|Image via Ryan Somma|
Friday, November 1, 2013
Low Impact Development and Green Infrastructure
It’s getting a little gray and dreary out there right now, so it seems like a good time to talk about green things! Green infrastructure, for example. Green infrastructure uses natural processes to manage stormwater in cities (US EPA). Low impact development refers to using green infrastructure techniques on new land developments and redevelopments. The EPA has a comprehensive website about green infrastructure with information about techniques, benefits, and resources located at http://water.epa.gov/infrastructure/greeninfrastructure/.
Some techniques that you can employ to manage stormwater on site as a homeowner are things that we’ve mentioned several times in the past. One simple example is downspout redirection. All this entails is redirecting your roof’s downspout from draining onto impervious area to draining into a rain barrel or pervious area (i.e. your yard). When you redirect into a rain barrel, you can store the water for use later. Rain barrel water is good for plants and doesn’t cost you anything. Rain barrels are fairly simple to make or can be purchased when the City or WLSSD has a sale. Learn more about rain barrels here (webinar), here, and here.
Redirecting your downspout into a pervious area (your yard) instead of letting it flow down your driveway and into the storm sewer is a good option if rain barrels aren’t allowed in your area or you don’t want to make/purchase one. This allows the water to soak in rather than run off.
Rain gardens are also known as bioretention cells and are a good way to put the rain to a good, aesthetically pleasing use. Rain gardens are built into shallow depressions. If you’re thinking about building one in your yard, look at where water pools naturally when it rains. That would be a good spot for a rain garden. You should use native plants because they are hardier and cost less to maintain. They also provide food and habitat for native insect and animal species. Learn more here, here, here (webinar) and here.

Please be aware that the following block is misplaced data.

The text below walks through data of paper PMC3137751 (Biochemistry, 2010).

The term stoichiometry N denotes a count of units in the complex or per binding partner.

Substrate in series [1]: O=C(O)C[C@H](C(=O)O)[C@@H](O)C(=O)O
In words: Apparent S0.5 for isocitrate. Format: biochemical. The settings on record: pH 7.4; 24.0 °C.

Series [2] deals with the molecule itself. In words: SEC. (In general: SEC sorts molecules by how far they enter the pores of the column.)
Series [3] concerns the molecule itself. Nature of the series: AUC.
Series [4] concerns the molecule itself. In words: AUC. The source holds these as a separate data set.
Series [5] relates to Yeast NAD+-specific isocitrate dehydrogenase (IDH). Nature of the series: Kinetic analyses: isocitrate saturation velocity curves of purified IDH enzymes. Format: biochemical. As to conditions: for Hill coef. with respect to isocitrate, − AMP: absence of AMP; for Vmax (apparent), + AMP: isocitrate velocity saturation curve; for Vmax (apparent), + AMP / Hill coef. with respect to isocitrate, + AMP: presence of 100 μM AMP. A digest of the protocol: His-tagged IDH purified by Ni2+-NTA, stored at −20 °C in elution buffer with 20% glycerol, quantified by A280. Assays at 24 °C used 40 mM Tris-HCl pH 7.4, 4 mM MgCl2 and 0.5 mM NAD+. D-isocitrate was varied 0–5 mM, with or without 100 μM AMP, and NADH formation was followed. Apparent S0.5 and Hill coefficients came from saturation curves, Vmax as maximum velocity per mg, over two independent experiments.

Green roofs (like the one that can be seen in the picture above or here at UW Superior’s Yellowjacket Union) are an option for homeowners, too. Green roofs are a layer of vegetation over a waterproofed roof. Green roofs are typically used on roofs that don’t have much of a slope and the plant/water weight must be considered before installation. For more information, go here and here.
Many other LID and green infrastructure techniques are used on a neighborhood or city-wide basis rather than by individual homeowners. Examples of techniques used include: vegetated swales, smaller sidewalks, narrower roads, pervious pavement (although you can do this at home too!), and natural feature protection.
There is a lot of information about green infrastructure and low impact development; look around and see what kinds of techniques you could use.
-Written by Jillian Schubert Edwards